A contingent valuation (CV) approach was used to evaluate the consumers' response in the absence of a real purchasing situation. The CV approach allows a direct estimation of WTP by means of different (direct) elicitation techniques. Several concerns regarding its reliability have been raised (Buzby, Skees, & Ready, 1995; Fox et al., 1995; Caswell, 1998). For example, consumers may take a theoretical scenario less seriously than a real one and, therefore, they may tend to bias their true WTP (Blumenshein et al., 1998). Nevertheless, the selection of appropriate survey and elicitation methods can reduce and minimize these biases.
In this study, we used a payment card elicitation method. First, we asked about the consumer WTP for generic GM products, allowing for negative WTP. Then, for the four specific alternative products, respondents were asked to choose among five classes of WTP: <5%, 6-10%, 11-15%, 16-20%, and >20%. This survey method should allow respondents to report their propensity to pay higher prices for unfamiliar products.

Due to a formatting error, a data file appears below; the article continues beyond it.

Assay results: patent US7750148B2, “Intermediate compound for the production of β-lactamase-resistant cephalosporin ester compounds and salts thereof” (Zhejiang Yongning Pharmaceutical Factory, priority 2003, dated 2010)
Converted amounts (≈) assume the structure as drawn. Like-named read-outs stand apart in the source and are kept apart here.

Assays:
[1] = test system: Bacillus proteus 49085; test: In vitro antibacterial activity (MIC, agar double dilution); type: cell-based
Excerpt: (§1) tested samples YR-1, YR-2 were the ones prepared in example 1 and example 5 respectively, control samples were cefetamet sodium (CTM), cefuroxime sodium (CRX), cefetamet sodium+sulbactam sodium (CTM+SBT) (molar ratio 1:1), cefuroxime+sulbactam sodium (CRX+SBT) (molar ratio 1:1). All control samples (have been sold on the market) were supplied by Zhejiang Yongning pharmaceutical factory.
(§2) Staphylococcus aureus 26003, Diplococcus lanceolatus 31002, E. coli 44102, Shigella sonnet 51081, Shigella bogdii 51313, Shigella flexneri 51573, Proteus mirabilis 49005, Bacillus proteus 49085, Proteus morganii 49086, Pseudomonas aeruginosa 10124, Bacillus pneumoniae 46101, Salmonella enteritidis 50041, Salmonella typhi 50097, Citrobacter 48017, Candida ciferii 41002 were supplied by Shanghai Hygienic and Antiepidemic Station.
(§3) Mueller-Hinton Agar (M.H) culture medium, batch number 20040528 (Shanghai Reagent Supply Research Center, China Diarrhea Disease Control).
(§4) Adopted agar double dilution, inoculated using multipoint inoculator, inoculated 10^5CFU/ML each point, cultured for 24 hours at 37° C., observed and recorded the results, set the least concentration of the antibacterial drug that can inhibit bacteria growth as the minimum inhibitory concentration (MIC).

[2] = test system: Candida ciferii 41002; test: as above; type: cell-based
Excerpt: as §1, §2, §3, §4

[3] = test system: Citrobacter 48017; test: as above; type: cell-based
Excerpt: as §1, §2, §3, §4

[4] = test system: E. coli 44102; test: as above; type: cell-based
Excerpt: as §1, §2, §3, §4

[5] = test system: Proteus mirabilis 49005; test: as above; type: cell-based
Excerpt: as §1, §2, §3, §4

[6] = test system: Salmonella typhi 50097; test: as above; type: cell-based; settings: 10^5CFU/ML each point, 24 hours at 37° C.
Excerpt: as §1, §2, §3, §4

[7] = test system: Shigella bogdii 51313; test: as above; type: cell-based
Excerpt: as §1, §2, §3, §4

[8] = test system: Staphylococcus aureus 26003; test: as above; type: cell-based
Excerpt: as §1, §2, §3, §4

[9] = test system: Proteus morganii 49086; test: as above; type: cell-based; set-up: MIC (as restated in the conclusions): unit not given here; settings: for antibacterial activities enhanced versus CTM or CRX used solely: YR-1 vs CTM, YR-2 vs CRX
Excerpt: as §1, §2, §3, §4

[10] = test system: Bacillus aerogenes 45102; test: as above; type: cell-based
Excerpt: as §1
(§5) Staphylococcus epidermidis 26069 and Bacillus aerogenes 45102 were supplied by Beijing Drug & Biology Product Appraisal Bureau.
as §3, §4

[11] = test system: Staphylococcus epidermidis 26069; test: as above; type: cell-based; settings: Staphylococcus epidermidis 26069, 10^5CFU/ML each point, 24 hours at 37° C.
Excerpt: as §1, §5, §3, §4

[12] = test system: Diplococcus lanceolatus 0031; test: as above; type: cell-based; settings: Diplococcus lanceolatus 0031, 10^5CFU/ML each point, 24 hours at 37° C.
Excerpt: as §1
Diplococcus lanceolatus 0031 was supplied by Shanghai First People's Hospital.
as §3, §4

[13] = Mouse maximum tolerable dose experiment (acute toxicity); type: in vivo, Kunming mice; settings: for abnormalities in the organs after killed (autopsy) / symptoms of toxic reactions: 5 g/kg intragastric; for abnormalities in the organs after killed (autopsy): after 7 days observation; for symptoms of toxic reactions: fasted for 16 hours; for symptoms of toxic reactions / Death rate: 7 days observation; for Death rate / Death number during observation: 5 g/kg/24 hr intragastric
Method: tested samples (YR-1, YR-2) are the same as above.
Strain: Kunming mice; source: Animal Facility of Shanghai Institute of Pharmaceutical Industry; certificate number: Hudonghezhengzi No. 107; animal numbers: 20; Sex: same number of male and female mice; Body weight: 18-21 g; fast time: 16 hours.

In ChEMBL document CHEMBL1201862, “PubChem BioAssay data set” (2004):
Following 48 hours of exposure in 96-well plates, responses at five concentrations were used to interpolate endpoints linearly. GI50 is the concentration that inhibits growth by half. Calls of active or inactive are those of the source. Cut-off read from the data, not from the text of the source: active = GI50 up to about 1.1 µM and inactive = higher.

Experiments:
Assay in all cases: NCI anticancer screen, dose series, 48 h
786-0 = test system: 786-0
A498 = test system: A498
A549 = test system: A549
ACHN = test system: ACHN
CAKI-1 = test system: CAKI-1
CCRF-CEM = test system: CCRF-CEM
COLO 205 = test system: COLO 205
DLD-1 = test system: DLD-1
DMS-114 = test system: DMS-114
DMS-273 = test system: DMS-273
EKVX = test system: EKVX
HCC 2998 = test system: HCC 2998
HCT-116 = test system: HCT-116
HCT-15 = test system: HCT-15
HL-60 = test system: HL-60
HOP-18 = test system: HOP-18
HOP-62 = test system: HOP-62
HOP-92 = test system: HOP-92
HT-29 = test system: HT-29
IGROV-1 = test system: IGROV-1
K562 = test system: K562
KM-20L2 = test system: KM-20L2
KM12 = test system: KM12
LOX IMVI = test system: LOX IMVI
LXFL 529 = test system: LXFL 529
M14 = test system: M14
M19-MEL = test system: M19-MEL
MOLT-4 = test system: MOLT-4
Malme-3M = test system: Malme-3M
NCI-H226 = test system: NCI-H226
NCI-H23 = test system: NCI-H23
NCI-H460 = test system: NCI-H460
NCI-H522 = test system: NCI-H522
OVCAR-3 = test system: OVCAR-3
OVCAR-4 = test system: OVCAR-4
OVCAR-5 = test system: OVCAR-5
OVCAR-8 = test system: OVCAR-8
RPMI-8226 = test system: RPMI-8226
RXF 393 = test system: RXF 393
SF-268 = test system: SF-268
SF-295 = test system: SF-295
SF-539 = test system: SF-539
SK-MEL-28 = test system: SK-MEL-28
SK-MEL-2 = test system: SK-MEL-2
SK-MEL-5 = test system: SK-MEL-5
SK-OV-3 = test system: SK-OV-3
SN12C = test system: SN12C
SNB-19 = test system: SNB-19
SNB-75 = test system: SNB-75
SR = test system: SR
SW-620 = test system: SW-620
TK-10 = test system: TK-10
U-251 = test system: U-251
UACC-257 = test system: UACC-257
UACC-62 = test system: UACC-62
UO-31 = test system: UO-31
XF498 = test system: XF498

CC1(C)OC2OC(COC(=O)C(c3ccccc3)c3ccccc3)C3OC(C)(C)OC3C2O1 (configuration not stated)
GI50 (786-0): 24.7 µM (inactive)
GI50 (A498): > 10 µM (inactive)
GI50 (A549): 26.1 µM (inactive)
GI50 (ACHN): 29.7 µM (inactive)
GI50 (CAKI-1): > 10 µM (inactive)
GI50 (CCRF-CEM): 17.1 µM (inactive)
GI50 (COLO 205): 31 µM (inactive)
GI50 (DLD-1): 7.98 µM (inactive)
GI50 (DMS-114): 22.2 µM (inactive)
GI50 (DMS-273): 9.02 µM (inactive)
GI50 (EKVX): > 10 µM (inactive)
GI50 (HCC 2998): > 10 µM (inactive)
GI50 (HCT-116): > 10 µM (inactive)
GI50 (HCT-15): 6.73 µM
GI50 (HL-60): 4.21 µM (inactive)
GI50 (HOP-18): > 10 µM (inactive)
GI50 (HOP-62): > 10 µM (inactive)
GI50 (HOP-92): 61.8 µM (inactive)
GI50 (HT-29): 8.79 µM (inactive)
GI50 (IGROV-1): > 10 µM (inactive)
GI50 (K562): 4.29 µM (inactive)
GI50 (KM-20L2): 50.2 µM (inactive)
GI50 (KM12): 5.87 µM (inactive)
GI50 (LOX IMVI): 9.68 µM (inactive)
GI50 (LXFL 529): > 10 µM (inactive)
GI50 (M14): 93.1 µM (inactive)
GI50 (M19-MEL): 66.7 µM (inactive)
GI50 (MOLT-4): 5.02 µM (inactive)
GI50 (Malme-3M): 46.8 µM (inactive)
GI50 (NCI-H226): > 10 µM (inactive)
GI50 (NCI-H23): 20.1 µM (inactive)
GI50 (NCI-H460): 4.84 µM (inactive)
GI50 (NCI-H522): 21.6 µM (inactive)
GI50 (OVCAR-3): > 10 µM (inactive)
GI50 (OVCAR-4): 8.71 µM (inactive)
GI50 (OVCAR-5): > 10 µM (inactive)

The empirical study was based on econometric techniques. The discrete structure of WTP implied the adoption of (multinomial) probit/logit like procedures. Moreover, given the ordinal ranking of the WTP dependent variable, the ordered version of probit estimation was applied (Greene, 1990). The LIMDEP econometric software was used for estimations.
The economic literature indicates that WTP generally depends on socio-demographic factors, such as income, education, demographic characteristics, and place of residence. Moreover, specific studies on the acceptance of agricultural GM food products suggest that knowledge is also crucial (Caswell, Fuglie, & Klotz, 1994). All these factors will have an impact on the probabilities of choosing a particular WTP range.
Five different models were estimated, one for generic GM foods, which admitted negative WTP values, and the four product improvements considered—lower pesticide use, improved nutritional characteristics, longer shelf-life, and improved organoleptic characteristics. The proper set of independent variables for each model was selected by applying a stepwise procedure.
Overall probabilities associated with the different WTP outcomes were calculated at the variables' mean values using estimated intercept and coefficients. Model significance was verified by calculating the chi-square statistics resulting from the restricted and unrestricted log likelihood functions.